One Poem by Simon Leonard

Written in response to this month’s Special Challenge.

Coming Back as a Tourist

I know these streets from a derelict memory;
phantom ache of what I left behind.
Light spikes stab the diffuse gloom
joining dots to a foreign past.

I know the generations of stains on patient slabs;
the damp stone seems to sweat by night –
deep-breathed grime and blended urine.

I know, by morning, luminescent cleaners will arrive,
making it an acceptable transit to somewhere decent
for families;
maybe to a cathedral or museum,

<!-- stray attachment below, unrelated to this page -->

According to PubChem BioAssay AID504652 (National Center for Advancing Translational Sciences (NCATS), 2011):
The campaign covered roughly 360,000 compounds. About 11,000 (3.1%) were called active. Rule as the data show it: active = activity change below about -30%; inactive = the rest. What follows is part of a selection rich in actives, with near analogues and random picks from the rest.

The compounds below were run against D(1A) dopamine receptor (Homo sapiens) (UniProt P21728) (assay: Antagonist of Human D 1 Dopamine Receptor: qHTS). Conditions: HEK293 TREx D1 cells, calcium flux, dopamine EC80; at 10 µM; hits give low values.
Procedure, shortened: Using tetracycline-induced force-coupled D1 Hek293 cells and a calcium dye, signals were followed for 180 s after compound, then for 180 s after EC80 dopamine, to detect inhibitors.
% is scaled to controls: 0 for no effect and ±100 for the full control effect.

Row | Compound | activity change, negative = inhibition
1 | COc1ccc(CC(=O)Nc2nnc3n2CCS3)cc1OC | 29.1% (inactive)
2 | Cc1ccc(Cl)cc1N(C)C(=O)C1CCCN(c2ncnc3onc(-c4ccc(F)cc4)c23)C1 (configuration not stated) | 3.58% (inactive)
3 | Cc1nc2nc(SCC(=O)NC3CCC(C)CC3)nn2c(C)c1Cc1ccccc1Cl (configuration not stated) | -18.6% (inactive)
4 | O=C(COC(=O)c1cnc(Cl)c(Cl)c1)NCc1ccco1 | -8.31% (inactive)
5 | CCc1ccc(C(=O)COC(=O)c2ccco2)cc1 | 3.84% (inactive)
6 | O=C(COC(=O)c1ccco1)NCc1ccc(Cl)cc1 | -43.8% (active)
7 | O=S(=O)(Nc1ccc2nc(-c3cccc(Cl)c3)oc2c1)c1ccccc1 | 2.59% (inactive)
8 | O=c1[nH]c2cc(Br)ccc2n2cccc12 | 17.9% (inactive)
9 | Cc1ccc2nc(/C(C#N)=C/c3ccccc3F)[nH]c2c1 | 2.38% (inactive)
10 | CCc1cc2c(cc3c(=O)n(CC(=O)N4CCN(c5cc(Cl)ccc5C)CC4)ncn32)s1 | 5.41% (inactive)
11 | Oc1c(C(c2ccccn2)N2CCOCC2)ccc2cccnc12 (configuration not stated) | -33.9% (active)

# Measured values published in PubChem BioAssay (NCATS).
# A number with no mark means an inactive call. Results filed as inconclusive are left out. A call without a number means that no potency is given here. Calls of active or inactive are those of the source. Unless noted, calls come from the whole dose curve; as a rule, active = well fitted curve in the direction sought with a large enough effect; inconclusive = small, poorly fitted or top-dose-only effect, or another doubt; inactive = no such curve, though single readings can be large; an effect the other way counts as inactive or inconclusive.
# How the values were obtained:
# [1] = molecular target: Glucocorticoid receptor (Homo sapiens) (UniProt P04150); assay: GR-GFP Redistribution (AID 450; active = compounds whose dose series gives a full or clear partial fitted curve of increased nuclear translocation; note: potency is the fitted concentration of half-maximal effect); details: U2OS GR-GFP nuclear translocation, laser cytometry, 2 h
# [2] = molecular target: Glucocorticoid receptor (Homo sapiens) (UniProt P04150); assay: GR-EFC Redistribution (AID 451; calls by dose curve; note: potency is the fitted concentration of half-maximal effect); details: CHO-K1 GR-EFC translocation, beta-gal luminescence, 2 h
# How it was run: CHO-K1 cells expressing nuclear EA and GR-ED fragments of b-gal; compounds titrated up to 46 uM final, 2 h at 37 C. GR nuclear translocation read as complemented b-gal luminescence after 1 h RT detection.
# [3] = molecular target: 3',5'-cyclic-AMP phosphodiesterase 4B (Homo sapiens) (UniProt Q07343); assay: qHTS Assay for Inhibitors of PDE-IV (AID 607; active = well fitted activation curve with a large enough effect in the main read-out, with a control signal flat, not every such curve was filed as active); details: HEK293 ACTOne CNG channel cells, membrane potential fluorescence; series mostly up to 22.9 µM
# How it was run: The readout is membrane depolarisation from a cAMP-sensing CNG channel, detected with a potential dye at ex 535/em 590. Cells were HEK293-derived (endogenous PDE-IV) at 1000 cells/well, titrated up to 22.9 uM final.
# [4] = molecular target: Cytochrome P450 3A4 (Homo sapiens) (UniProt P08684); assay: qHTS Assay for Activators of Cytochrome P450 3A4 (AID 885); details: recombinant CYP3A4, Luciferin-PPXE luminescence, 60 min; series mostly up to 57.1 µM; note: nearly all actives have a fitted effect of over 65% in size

or someone’s famous house.

They will allow for the rough graffiti
on the shutters of the local erotic palace;
be charmed by the bijou eatery,
and its sympathetic doorway shrubbery.

I know too well my circumstantial route
to the sparse hostal;
its owner shambles around the night
in heavy slippers.

Unlike the iron sinews of the streetlights
or shrugging shopfronts,
here I have no shadow.

A poet and intermittent writer of short fiction, Simon spends most of his time teaching English in a Secondary School in Cologne, although he would like to escape back home to Spain. He has had work published in Envoi, Orbis and Ink Sweat & Tears, and been shortlisted in various short fiction competitions.

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